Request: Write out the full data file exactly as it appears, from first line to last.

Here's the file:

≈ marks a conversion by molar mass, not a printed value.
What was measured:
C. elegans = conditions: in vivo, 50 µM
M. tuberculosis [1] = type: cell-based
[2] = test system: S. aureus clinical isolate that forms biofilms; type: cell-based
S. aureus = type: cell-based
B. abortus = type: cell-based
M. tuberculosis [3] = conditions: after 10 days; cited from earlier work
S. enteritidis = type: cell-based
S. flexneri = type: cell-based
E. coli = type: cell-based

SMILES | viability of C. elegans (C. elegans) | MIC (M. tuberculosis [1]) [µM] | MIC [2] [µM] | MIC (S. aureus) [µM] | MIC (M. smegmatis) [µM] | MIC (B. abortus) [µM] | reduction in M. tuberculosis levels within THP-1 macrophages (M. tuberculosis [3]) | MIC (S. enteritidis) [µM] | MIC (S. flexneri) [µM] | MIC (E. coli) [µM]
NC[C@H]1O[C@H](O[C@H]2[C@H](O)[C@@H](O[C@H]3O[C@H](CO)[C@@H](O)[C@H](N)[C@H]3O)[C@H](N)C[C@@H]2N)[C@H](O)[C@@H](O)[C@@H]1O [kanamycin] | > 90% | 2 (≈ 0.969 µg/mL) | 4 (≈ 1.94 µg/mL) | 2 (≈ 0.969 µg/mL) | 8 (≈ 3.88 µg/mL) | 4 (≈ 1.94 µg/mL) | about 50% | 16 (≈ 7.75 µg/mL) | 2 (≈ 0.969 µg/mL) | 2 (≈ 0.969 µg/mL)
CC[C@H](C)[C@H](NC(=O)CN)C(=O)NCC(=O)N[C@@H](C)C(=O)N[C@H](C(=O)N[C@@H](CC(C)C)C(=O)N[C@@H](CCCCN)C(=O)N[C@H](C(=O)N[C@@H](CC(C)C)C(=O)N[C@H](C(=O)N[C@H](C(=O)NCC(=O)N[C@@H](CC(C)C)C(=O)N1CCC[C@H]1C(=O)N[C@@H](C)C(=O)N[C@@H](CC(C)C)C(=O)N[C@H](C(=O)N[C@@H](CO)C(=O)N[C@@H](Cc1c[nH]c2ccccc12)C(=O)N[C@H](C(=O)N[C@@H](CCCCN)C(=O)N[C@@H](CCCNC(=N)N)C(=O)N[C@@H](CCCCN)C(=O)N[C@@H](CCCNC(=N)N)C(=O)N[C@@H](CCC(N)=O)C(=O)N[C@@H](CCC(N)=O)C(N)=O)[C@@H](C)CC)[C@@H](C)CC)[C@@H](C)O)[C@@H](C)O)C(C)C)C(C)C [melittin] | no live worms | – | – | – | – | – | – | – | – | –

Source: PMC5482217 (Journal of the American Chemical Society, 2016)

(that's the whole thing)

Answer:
≈ marks a conversion by molar mass, not a printed value.
What was measured:
C. elegans = conditions: in vivo, 50 µM
M. tuberculosis [1] = type: cell-based
[2] = test system: S. aureus clinical isolate that forms biofilms; type: cell-based
S. aureus = type: cell-based
B. abortus = type: cell-based
M. tuberculosis [3] = conditions: after 10 days; cited from earlier work
S. enteritidis = type: cell-based
S. flexneri = type: cell-based
E. coli = type: cell-based

SMILES | viability of C. elegans (C. elegans) | MIC (M. tuberculosis [1]) [µM] | MIC [2] [µM] | MIC (S. aureus) [µM] | MIC (M. smegmatis) [µM] | MIC (B. abortus) [µM] | reduction in M. tuberculosis levels within THP-1 macrophages (M. tuberculosis [3]) | MIC (S. enteritidis) [µM] | MIC (S. flexneri) [µM] | MIC (E. coli) [µM]
NC[C@H]1O[C@H](O[C@H]2[C@H](O)[C@@H](O[C@H]3O[C@H](CO)[C@@H](O)[C@H](N)[C@H]3O)[C@H](N)C[C@@H]2N)[C@H](O)[C@@H](O)[C@@H]1O [kanamycin] | > 90% | 2 (≈ 0.969 µg/mL) | 4 (≈ 1.94 µg/mL) | 2 (≈ 0.969 µg/mL) | 8 (≈ 3.88 µg/mL) | 4 (≈ 1.94 µg/mL) | about 50% | 16 (≈ 7.75 µg/mL) | 2 (≈ 0.969 µg/mL) | 2 (≈ 0.969 µg/mL)
CC[C@H](C)[C@H](NC(=O)CN)C(=O)NCC(=O)N[C@@H](C)C(=O)N[C@H](C(=O)N[C@@H](CC(C)C)C(=O)N[C@@H](CCCCN)C(=O)N[C@H](C(=O)N[C@@H](CC(C)C)C(=O)N[C@H](C(=O)N[C@H](C(=O)NCC(=O)N[C@@H](CC(C)C)C(=O)N1CCC[C@H]1C(=O)N[C@@H](C)C(=O)N[C@@H](CC(C)C)C(=O)N[C@H](C(=O)N[C@@H](CO)C(=O)N[C@@H](Cc1c[nH]c2ccccc12)C(=O)N[C@H](C(=O)N[C@@H](CCCCN)C(=O)N[C@@H](CCCNC(=N)N)C(=O)N[C@@H](CCCCN)C(=O)N[C@@H](CCCNC(=N)N)C(=O)N[C@@H](CCC(N)=O)C(=O)N[C@@H](CCC(N)=O)C(N)=O)[C@@H](C)CC)[C@@H](C)CC)[C@@H](C)O)[C@@H](C)O)C(C)C)C(C)C [melittin] | no live worms | – | – | – | – | – | – | – | – | –

Source: PMC5482217 (Journal of the American Chemical Society, 2016)